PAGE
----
120 beat secondary clock, circa 1925. Available with or without hourly correction from a master clock. An earlier version was made in an “eyebrow” style case similar to that of the clock shown at top of this page, but somewhat taller and deeper to accommodate its electrically-wound pendulum movement.
Black Mantel Clock Electric Time Warner System
Circa 1890 mantel clock containing original movement bearing May 24, 1887 patent date. Case, made of Belgian limestone with marble inlay, most likely supplied by the New Haven Clock Company. Note the absence of keyholes in porcelain dial, indicating this is not a windup clock converted. “ELECTRIC TIME WARNER SYSTEM” probably hand painted or stamped over glaze. Compare to New Haven "Peerless" model (#1002 in Tran Duy Ly's NEW HAVEN CLOCKS & WATCHES book.)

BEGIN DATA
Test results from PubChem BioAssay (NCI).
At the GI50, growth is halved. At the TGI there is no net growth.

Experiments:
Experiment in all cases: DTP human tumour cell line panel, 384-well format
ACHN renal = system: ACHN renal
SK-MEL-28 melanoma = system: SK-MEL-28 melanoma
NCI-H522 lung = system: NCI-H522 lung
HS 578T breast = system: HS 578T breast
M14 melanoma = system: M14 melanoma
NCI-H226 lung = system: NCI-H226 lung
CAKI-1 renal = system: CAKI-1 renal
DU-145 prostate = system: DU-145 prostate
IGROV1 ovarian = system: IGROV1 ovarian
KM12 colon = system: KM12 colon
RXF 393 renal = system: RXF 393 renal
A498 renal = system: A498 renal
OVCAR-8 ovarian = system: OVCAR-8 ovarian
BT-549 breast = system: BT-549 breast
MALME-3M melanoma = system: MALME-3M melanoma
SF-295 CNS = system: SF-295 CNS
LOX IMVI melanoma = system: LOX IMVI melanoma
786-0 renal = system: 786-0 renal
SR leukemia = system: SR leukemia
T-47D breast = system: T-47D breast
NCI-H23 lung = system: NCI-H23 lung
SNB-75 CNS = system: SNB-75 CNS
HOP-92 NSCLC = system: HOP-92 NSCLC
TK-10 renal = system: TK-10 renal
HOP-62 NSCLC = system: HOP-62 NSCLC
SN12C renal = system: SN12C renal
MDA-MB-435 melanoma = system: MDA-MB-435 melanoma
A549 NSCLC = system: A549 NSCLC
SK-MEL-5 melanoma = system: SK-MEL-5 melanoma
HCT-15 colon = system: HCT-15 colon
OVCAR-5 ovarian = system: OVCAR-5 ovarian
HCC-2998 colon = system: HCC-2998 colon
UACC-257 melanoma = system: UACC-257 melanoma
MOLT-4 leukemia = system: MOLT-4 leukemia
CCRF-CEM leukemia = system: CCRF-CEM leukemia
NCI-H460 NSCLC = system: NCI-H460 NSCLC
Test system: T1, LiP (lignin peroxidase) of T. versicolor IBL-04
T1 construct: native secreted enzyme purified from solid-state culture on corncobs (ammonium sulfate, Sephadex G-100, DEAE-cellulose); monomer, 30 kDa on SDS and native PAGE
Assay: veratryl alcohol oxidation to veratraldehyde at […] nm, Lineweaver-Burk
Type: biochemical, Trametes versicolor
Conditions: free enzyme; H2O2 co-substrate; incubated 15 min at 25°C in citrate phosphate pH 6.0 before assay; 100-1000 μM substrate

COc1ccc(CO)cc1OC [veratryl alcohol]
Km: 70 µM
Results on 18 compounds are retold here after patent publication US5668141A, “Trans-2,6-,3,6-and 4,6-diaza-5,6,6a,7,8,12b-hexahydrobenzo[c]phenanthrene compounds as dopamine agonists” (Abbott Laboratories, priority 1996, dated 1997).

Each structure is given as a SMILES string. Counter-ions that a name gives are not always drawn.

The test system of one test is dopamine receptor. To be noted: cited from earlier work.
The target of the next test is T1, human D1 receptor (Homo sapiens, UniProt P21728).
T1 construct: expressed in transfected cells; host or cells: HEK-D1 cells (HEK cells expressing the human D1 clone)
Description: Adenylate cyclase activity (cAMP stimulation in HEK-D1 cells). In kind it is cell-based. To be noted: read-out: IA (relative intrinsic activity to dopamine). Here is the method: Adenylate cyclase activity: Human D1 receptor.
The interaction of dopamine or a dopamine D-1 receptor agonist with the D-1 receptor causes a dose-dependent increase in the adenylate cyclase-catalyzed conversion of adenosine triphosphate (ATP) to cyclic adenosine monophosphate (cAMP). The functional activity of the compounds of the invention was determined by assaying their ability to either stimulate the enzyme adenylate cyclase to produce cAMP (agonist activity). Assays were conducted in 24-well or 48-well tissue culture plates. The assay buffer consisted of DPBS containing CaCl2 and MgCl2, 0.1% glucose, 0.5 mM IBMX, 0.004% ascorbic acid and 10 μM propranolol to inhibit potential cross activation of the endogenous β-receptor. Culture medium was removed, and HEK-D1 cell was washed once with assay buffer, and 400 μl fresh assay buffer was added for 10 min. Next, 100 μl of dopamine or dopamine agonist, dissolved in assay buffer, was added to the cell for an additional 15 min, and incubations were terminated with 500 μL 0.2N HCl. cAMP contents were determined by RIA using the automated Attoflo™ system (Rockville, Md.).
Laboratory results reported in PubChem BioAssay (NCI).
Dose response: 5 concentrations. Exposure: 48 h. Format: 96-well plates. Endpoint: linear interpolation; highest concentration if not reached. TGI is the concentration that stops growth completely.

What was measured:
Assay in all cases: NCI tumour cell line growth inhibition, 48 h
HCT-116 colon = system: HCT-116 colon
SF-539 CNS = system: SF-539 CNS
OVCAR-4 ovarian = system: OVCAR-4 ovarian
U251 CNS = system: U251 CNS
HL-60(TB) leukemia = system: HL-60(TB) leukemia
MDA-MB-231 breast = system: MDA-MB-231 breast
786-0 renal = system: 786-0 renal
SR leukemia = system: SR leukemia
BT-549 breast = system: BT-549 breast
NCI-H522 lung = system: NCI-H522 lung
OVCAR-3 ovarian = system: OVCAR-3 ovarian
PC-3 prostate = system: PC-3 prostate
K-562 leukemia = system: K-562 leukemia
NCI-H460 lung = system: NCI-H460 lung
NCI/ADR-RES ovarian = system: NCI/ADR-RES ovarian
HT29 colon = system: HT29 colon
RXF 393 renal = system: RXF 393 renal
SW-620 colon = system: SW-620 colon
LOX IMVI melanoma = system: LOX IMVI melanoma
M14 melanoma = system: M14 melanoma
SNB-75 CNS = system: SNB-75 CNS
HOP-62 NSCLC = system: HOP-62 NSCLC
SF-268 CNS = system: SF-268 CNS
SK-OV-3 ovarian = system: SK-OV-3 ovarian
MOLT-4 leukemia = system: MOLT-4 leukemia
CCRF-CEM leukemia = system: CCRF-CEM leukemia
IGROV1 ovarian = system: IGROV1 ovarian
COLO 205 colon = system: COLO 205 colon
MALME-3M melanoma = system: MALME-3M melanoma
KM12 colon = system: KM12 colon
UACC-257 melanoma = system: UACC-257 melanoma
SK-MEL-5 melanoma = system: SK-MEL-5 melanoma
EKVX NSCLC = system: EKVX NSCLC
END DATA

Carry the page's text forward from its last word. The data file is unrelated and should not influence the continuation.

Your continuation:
Round metal case of copper with original "library green" paint or lacquer finish
Circa 1923 14-inch metal secondary clock; case of copper with original “library green” paint or lacquer finish. The measurement given normally refers to the approximate diameter of the dial opening; the clock as a whole is bigger. Most clocks of this size were used by schools for the larger spaces, as more typically, 12-inch clocks were placed in classrooms.
Seconday Clock No. 2
Circa 1887 example of what is listed in an early catalog as “Secondary Clock No. 2”. Dial diameter is about 7 1/2", with larger clocks also having been made. On later version, “Warner System” appears under “TIME”.
Secondary Clock No. 3
“Secondary Clock No. 3” as shown in an early (pre-1900) catalog of The Standard Electric Time Co. A rare clock, owing to the fact that as electric clocks were coming in, Victorian case styles were going out.
Secondary Clock No. 4
An early case design, known as “Secondary Clock No. 4”. City name removed from dial after the company moved. Mahogany case. Essentially a round clock on a square backboard with egg-and-dart molding all around.